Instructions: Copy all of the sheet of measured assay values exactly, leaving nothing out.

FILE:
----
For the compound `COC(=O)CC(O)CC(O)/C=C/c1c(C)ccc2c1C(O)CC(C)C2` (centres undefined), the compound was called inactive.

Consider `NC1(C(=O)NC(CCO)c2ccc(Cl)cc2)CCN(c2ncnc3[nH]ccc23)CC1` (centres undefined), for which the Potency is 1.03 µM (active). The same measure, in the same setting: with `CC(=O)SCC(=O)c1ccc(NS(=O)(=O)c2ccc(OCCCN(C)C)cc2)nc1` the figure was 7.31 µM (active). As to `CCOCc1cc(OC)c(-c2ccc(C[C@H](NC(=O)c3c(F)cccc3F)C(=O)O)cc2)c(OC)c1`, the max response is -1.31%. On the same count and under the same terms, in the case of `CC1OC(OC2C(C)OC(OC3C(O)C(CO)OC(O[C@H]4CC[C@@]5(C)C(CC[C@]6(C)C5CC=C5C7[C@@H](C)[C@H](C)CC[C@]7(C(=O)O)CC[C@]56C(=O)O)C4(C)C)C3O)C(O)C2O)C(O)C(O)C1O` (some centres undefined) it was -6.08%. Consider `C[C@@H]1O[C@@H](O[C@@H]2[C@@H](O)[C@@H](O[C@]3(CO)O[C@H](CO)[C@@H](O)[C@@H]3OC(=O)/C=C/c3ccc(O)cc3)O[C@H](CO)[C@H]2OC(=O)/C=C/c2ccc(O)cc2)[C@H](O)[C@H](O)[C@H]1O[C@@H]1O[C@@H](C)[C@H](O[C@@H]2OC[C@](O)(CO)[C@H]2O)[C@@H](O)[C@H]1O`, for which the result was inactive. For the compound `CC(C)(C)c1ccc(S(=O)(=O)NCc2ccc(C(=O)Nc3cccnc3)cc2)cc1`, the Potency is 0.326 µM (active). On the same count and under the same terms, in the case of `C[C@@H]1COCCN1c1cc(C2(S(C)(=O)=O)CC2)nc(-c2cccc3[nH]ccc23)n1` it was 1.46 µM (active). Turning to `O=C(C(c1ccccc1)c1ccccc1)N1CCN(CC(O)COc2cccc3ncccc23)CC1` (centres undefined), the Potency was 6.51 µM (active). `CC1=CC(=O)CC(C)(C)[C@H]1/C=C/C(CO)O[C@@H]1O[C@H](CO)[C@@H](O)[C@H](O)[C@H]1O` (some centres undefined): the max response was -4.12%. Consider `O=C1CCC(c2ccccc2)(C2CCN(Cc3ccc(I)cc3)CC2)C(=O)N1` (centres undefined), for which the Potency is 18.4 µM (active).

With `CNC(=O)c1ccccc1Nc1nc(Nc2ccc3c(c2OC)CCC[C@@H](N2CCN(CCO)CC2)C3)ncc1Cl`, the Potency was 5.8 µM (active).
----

For the compound `COC(=O)CC(O)CC(O)/C=C/c1c(C)ccc2c1C(O)CC(C)C2` (centres undefined), the compound was called inactive.

Consider `NC1(C(=O)NC(CCO)c2ccc(Cl)cc2)CCN(c2ncnc3[nH]ccc23)CC1` (centres undefined), for which the Potency is 1.03 µM (active). The same measure, in the same setting: with `CC(=O)SCC(=O)c1ccc(NS(=O)(=O)c2ccc(OCCCN(C)C)cc2)nc1` the figure was 7.31 µM (active). As to `CCOCc1cc(OC)c(-c2ccc(C[C@H](NC(=O)c3c(F)cccc3F)C(=O)O)cc2)c(OC)c1`, the max response is -1.31%. On the same count and under the same terms, in the case of `CC1OC(OC2C(C)OC(OC3C(O)C(CO)OC(O[C@H]4CC[C@@]5(C)C(CC[C@]6(C)C5CC=C5C7[C@@H](C)[C@H](C)CC[C@]7(C(=O)O)CC[C@]56C(=O)O)C4(C)C)C3O)C(O)C2O)C(O)C(O)C1O` (some centres undefined) it was -6.08%. Consider `C[C@@H]1O[C@@H](O[C@@H]2[C@@H](O)[C@@H](O[C@]3(CO)O[C@H](CO)[C@@H](O)[C@@H]3OC(=O)/C=C/c3ccc(O)cc3)O[C@H](CO)[C@H]2OC(=O)/C=C/c2ccc(O)cc2)[C@H](O)[C@H](O)[C@H]1O[C@@H]1O[C@@H](C)[C@H](O[C@@H]2OC[C@](O)(CO)[C@H]2O)[C@@H](O)[C@H]1O`, for which the result was inactive. For the compound `CC(C)(C)c1ccc(S(=O)(=O)NCc2ccc(C(=O)Nc3cccnc3)cc2)cc1`, the Potency is 0.326 µM (active). On the same count and under the same terms, in the case of `C[C@@H]1COCCN1c1cc(C2(S(C)(=O)=O)CC2)nc(-c2cccc3[nH]ccc23)n1` it was 1.46 µM (active). Turning to `O=C(C(c1ccccc1)c1ccccc1)N1CCN(CC(O)COc2cccc3ncccc23)CC1` (centres undefined), the Potency was 6.51 µM (active). `CC1=CC(=O)CC(C)(C)[C@H]1/C=C/C(CO)O[C@@H]1O[C@H](CO)[C@@H](O)[C@H](O)[C@H]1O` (some centres undefined): the max response was -4.12%. Consider `O=C1CCC(c2ccccc2)(C2CCN(Cc3ccc(I)cc3)CC2)C(=O)N1` (centres undefined), for which the Potency is 18.4 µM (active).

With `CNC(=O)c1ccccc1Nc1nc(Nc2ccc3c(c2OC)CCC[C@@H](N2CCN(CCO)CC2)C3)ncc1Cl`, the Potency was 5.8 µM (active).